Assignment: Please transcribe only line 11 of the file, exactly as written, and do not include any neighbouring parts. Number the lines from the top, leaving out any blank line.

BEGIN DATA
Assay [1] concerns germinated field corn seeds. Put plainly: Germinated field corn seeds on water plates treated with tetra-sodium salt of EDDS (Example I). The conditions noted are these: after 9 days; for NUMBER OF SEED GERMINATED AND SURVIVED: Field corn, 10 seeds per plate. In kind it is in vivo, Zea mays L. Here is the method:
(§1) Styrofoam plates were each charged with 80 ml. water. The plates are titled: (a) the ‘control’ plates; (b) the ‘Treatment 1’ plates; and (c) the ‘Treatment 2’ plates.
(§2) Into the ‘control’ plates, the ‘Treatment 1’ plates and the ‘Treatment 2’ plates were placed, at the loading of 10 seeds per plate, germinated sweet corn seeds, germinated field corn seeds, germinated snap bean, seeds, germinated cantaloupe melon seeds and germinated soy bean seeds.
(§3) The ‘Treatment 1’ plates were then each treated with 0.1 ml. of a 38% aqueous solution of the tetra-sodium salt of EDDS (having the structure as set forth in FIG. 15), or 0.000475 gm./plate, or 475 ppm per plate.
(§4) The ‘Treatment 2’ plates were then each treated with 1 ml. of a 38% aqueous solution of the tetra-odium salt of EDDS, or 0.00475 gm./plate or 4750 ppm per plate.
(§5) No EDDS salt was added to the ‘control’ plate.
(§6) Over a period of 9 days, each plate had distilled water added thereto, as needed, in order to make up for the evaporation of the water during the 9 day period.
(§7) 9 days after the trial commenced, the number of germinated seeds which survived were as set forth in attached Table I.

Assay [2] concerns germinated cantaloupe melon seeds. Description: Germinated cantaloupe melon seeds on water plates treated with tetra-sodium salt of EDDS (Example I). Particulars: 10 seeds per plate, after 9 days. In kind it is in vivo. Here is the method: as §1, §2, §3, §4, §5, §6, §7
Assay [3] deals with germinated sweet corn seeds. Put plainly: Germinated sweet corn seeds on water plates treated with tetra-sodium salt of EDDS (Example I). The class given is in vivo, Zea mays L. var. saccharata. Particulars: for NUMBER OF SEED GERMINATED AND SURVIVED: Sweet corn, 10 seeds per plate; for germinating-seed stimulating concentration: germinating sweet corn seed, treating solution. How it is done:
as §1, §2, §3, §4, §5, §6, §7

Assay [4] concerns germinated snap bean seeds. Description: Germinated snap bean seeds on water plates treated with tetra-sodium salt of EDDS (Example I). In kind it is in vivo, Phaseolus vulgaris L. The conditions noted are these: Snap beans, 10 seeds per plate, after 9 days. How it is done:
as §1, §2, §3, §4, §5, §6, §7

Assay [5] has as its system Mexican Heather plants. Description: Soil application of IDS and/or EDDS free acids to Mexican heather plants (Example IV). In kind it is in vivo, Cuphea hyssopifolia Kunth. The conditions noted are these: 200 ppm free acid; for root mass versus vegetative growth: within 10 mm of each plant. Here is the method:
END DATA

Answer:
as §1, §2, §3, §4, §5, §6, §7